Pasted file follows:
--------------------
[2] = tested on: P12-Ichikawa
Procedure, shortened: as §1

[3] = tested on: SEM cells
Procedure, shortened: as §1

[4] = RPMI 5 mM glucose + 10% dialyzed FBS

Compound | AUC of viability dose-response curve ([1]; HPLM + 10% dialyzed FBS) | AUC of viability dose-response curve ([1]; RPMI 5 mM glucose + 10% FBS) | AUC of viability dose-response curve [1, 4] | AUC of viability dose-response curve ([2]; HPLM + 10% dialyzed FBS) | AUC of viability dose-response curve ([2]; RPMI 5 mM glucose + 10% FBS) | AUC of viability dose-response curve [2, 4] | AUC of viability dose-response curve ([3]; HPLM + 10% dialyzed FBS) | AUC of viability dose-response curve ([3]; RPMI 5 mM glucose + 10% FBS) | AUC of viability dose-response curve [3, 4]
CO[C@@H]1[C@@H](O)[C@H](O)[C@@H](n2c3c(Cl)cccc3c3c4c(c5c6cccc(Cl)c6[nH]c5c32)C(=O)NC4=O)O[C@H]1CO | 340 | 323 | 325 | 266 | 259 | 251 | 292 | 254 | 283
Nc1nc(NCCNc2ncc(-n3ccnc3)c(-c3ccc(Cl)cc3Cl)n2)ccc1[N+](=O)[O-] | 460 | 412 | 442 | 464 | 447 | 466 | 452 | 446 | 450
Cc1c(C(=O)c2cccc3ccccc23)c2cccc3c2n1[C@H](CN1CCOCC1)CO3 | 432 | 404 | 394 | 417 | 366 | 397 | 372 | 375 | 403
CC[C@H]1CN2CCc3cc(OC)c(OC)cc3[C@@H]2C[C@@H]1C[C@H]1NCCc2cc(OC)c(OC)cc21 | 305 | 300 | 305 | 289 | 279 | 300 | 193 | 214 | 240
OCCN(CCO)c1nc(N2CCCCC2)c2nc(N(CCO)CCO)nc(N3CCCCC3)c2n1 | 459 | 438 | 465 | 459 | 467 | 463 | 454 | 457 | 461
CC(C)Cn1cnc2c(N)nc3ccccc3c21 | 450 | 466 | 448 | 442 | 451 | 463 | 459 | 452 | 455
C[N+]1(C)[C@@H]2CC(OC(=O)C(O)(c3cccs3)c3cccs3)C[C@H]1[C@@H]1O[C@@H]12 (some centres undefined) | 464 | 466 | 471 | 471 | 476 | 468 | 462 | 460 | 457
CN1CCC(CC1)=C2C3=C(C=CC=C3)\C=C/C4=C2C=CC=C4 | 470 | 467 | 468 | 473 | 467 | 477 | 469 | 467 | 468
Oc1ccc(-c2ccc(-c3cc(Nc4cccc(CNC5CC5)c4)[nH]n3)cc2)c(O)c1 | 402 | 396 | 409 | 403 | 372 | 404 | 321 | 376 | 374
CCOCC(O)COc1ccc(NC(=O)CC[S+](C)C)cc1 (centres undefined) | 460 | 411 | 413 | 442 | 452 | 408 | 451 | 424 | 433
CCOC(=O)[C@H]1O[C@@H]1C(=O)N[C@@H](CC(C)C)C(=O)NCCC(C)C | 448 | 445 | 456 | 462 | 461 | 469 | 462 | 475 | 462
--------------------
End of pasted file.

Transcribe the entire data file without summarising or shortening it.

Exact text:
[2] = tested on: P12-Ichikawa
Procedure, shortened: as §1

[3] = tested on: SEM cells
Procedure, shortened: as §1

[4] = RPMI 5 mM glucose + 10% dialyzed FBS

Compound | AUC of viability dose-response curve ([1]; HPLM + 10% dialyzed FBS) | AUC of viability dose-response curve ([1]; RPMI 5 mM glucose + 10% FBS) | AUC of viability dose-response curve [1, 4] | AUC of viability dose-response curve ([2]; HPLM + 10% dialyzed FBS) | AUC of viability dose-response curve ([2]; RPMI 5 mM glucose + 10% FBS) | AUC of viability dose-response curve [2, 4] | AUC of viability dose-response curve ([3]; HPLM + 10% dialyzed FBS) | AUC of viability dose-response curve ([3]; RPMI 5 mM glucose + 10% FBS) | AUC of viability dose-response curve [3, 4]
CO[C@@H]1[C@@H](O)[C@H](O)[C@@H](n2c3c(Cl)cccc3c3c4c(c5c6cccc(Cl)c6[nH]c5c32)C(=O)NC4=O)O[C@H]1CO | 340 | 323 | 325 | 266 | 259 | 251 | 292 | 254 | 283
Nc1nc(NCCNc2ncc(-n3ccnc3)c(-c3ccc(Cl)cc3Cl)n2)ccc1[N+](=O)[O-] | 460 | 412 | 442 | 464 | 447 | 466 | 452 | 446 | 450
Cc1c(C(=O)c2cccc3ccccc23)c2cccc3c2n1[C@H](CN1CCOCC1)CO3 | 432 | 404 | 394 | 417 | 366 | 397 | 372 | 375 | 403
CC[C@H]1CN2CCc3cc(OC)c(OC)cc3[C@@H]2C[C@@H]1C[C@H]1NCCc2cc(OC)c(OC)cc21 | 305 | 300 | 305 | 289 | 279 | 300 | 193 | 214 | 240
OCCN(CCO)c1nc(N2CCCCC2)c2nc(N(CCO)CCO)nc(N3CCCCC3)c2n1 | 459 | 438 | 465 | 459 | 467 | 463 | 454 | 457 | 461
CC(C)Cn1cnc2c(N)nc3ccccc3c21 | 450 | 466 | 448 | 442 | 451 | 463 | 459 | 452 | 455
C[N+]1(C)[C@@H]2CC(OC(=O)C(O)(c3cccs3)c3cccs3)C[C@H]1[C@@H]1O[C@@H]12 (some centres undefined) | 464 | 466 | 471 | 471 | 476 | 468 | 462 | 460 | 457
CN1CCC(CC1)=C2C3=C(C=CC=C3)\C=C/C4=C2C=CC=C4 | 470 | 467 | 468 | 473 | 467 | 477 | 469 | 467 | 468
Oc1ccc(-c2ccc(-c3cc(Nc4cccc(CNC5CC5)c4)[nH]n3)cc2)c(O)c1 | 402 | 396 | 409 | 403 | 372 | 404 | 321 | 376 | 374
CCOCC(O)COc1ccc(NC(=O)CC[S+](C)C)cc1 (centres undefined) | 460 | 411 | 413 | 442 | 452 | 408 | 451 | 424 | 433
CCOC(=O)[C@H]1O[C@@H]1C(=O)N[C@@H](CC(C)C)C(=O)NCCC(C)C | 448 | 445 | 456 | 462 | 461 | 469 | 462 | 475 | 462